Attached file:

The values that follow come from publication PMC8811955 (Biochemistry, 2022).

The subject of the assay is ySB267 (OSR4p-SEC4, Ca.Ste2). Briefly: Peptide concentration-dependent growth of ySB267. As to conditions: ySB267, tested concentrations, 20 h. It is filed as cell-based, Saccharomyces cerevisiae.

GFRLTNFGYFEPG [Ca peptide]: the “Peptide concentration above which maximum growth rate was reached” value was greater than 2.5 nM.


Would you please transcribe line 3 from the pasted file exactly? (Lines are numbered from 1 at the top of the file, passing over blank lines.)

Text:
GFRLTNFGYFEPG [Ca peptide]: the “Peptide concentration above which maximum growth rate was reached” value was greater than 2.5 nM.